State of Nebraska Legal Rights for Spousal Abandonment

By Jim Thomas

Being abandoned by a spouse is a horrible emotional blow, and often a financial blow as well, especially if you have children. If you are a spouse who has been abandoned in the state of Nebraska, you have the right to end your marriage without having to prove abandonment in court. You also have the right to legally separate. You have the right to seek alimony and child support as well. Nebraska is a no-fault divorce state. Generally speaking, a no-fault divorce in Nebraska only requires the parties to state the marriage is "irretrievably broken" and reconciliation efforts have failed before a divorce is granted.

Being abandoned by a spouse is a horrible emotional blow, and often a financial blow as well, especially if you have children. If you are a spouse who has been abandoned in the state of Nebraska, you have the right to end your marriage without having to prove abandonment in court. You also have the right to legally separate. You have the right to seek alimony and child support as well. Nebraska is a no-fault divorce state. Generally speaking, a no-fault divorce in Nebraska only requires the parties to state the marriage is "irretrievably broken" and reconciliation efforts have failed before a divorce is granted.

Abandonment Statute

Nebraska makes abandonment of a child a Class I misdemeanor punishable by a fine of $1,000, a jail sentence up to one year or both. Abandonment of a spouse is defined as a "person who abandons and neglects or refuses to maintain or provide for his or her spouse or his or her child or dependent stepchild, whether such child is born in or out of wedlock." A child is defined as an individual under the age of 16. The neglect or abandonment must be for a period of at least three consecutive months.

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Divorce

If you are abandoned, one of your legal rights is to file for divorce. Since Nebraska is a no-fault divorce state, you simply have to file a petition stating your marriage is "irretrievably broken." There is a 60-day waiting period to encourage reconciliation before the divorce is granted. If your spouse doesn't object to the divorce, it will be granted and, if he can't be located, you just have to serve legal notice at his last known place of residence.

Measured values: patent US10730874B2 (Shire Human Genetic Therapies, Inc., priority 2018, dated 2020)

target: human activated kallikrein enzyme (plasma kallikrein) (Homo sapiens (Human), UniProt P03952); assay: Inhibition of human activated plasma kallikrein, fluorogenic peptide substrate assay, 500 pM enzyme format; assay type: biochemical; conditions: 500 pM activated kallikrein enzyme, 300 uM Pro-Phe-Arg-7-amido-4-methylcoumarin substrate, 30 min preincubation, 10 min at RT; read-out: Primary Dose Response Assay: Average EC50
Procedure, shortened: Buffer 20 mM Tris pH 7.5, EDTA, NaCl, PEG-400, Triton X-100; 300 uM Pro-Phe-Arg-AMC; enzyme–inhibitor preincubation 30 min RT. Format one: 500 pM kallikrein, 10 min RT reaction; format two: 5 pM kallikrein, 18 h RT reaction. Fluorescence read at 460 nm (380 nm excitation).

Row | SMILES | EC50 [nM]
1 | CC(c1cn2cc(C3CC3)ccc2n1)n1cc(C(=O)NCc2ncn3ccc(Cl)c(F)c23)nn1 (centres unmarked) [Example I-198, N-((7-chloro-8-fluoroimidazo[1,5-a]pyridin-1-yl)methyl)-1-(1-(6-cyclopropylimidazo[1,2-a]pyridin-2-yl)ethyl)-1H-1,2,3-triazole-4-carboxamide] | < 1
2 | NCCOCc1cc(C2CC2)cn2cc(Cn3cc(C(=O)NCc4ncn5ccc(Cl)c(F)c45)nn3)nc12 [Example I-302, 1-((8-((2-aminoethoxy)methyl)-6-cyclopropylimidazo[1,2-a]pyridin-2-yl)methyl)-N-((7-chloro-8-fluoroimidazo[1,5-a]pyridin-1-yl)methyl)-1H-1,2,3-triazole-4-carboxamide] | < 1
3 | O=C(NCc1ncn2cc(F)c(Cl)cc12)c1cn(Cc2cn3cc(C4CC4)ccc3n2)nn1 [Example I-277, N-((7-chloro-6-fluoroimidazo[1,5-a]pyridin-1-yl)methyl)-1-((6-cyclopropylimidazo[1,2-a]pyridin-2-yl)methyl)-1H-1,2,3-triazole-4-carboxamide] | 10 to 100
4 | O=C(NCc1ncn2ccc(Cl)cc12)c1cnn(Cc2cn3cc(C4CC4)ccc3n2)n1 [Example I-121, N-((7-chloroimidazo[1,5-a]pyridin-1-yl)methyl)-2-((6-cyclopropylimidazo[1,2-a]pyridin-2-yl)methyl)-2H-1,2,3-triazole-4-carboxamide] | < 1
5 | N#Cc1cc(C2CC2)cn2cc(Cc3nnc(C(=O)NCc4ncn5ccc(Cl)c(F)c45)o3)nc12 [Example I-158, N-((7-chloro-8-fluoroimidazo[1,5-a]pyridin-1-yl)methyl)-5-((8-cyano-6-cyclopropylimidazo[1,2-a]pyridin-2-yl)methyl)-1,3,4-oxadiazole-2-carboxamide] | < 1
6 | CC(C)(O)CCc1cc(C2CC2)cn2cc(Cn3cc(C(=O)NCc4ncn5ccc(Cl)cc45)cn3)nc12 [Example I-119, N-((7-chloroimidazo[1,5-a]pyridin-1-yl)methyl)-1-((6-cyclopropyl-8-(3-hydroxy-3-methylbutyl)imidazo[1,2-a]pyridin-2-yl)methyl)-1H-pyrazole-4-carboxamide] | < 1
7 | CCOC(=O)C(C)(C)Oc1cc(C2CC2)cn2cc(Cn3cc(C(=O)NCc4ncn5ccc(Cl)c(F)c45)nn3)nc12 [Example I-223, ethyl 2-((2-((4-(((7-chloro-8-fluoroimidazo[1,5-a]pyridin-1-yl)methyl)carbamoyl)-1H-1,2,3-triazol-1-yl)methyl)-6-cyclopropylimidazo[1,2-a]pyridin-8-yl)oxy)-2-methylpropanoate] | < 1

Legal Separation

Sometimes an abandoned spouse wants the legal benefits offered by a divorce without a formal dissolution of the marriage. Often, it is out of religious conviction or to retain medical coverage under a family insurance policy. Nebraska law allows legal separations and these are designed to resolve the same issues as a divorce, including support for the abandoned spouse and children and a separation of marital assets.

Financial Issues

Financial support for you and your children will be resolved by the court in a legal separation or divorce proceeding. You can come to an agreement with the spouse who has abandoned you, or the court will resolve these issues. Financial support depends on a number of factors, such as the duration of the marriage, history of contributions to the marriage by you and your spouse, and ability of the abandoned spouse to work without harming the interests of any minor children.

Criminal Complaint

Since abandonment of a spouse or child is a crime in Nebraska, an abandoned spouse is free to file a criminal complaint with the local or state police department. In situations where the other spouse can't be easily located, involvement by the police improves the chances of tracking him or her down, which can be particularly important if you are seeking alimony or child support.

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Separation Rights and Abandonment in Vermont

References

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